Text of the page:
Produced in association with ADP (Founding sponsor), IMDA (Gold sponsor), Genesys, Splunk, Asia School of Business (Silver sponsors)
Artificial intelligence (AI) has quite possibly been the most widely discussed technology theme of 2018. The projections for how these new big data, machine learning, and automation capabilities will transform cities, companies, and societies are startling, and causing policymakers and business leaders around the world to plan for a future where AI is a core competency. Experts increasingly view technological readiness, particularly having a sophisticated AI base, as a determinant of future competitiveness for nations and for companies.
Asian governments have ambitious plans for leadership in the AI era, and this white paper explores the success they are having in building fertile ecosystems that will attract much-needed AI talent and capital, as well as allowing companies to apply AI quickly and effectively across their organizations. MIT Technology Review Insights surveyed 871 Asia-based senior executives to gather perspectives, and conducted in-depth interviews with more than a dozen global experts in the field.
“Asia’s AI agenda” is a research program sponsored by ADP, IMDA, Genesys, Splunk, and the Asia School of Business. It is designed to examine the development of AI in the Asia-Pacific from four distinct angles: Asia’s AI ecosystem, the leading use cases and business applications across the region, the evolving talent landscape, and the emerging discussions on AI and ethics. “The ecosystem” is the first installment.
Here are the key findings of this research:
With much to gain, most countries have a national plan for accelerating AI adoption. From China to Japan, Singapore to India, policymakers across Asia are developing national-level plans for how AI can be used to enhance domestic and regional competitiveness, which include public and private sector collaboration.
Asia has credible potential for becoming a front runner in the AI era. Business leaders in Asia are positive about the AI resources available in the region, particularly the availability of data and quality of talent. More can be done to bolster the R&D environment, and governments can still provide greater support.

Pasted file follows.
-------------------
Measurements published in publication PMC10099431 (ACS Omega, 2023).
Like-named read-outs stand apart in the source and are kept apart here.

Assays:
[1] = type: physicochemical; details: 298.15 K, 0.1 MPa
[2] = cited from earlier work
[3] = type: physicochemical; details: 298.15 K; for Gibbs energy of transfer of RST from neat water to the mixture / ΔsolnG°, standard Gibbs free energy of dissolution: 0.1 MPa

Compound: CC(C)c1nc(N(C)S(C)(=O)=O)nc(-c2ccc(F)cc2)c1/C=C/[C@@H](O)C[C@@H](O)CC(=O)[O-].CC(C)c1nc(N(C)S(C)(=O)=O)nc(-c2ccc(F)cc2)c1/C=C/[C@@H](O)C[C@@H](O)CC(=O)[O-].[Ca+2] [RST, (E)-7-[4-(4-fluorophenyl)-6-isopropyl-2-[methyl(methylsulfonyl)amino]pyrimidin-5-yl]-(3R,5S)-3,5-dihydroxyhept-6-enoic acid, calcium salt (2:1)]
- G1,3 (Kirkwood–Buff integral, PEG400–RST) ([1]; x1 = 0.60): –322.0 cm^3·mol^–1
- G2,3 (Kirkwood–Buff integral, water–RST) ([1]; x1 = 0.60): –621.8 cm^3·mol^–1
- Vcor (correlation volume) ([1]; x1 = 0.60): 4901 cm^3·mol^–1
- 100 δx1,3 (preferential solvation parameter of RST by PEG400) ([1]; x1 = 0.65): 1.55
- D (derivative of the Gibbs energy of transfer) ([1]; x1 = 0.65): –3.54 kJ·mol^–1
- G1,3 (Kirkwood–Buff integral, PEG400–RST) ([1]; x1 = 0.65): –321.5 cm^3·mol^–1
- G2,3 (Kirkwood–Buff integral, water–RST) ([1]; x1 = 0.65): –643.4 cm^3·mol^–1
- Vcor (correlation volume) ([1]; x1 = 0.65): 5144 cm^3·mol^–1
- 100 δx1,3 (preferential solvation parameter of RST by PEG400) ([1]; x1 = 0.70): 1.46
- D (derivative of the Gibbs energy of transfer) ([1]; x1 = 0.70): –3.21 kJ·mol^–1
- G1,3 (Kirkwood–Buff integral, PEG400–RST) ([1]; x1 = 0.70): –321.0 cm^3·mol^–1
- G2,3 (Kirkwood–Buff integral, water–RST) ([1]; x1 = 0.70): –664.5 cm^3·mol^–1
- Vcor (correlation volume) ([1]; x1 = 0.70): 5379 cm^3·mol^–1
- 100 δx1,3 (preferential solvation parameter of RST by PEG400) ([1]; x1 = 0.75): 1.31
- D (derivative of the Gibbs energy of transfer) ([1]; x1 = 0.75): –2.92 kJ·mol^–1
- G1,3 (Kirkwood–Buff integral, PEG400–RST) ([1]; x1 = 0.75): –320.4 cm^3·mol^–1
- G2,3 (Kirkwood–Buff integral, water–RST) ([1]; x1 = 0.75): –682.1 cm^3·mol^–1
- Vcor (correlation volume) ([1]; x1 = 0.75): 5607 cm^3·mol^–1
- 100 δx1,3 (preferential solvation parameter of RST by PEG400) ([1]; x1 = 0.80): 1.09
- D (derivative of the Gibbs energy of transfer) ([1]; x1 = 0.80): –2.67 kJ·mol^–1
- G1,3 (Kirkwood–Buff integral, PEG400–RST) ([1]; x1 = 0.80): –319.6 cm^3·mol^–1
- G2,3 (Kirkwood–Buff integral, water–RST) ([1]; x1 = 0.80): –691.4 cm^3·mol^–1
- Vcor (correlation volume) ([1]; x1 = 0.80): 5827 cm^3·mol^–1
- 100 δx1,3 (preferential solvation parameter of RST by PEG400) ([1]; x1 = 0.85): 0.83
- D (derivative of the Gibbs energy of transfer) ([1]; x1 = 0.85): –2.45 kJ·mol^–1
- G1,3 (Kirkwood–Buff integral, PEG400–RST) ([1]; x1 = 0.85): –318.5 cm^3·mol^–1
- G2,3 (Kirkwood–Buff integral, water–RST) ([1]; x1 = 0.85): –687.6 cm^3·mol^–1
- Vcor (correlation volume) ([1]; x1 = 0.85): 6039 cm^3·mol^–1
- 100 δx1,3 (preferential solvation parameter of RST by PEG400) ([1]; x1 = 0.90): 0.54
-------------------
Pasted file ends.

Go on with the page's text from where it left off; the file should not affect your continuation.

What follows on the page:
China is rapidly applying AI, but basic research lags. The abundance of data, firm government push, and highly innovative tech companies give China a distinct advantage in applying AI to a variety of domains, such as health care and finance, and across mobile platforms. Yet foundational research can be strengthened by further integrating private sector and academic R&D.
Building digital economies and digital societies is a key to competitiveness. Asia’s domestic challenges and industries are providing focal points for the development of AI. In southeast Asia, this is taking shape in economic future-proofing, through a networking effect that stems from investments in startups, matching business problem statements with research talent, and developing a broad base of AI knowledge.
The big issues include securing foundational assets and managing AI’s evolution. To become self-sufficient in the advancement of AI, Asia must strengthen its research environment and underlying capabilities, such as chipmaking and supercomputing strength. Additionally, policymakers need to tackle tricky questions such as how to manage the social contract between citizens (the creators of data) and the companies that capture it.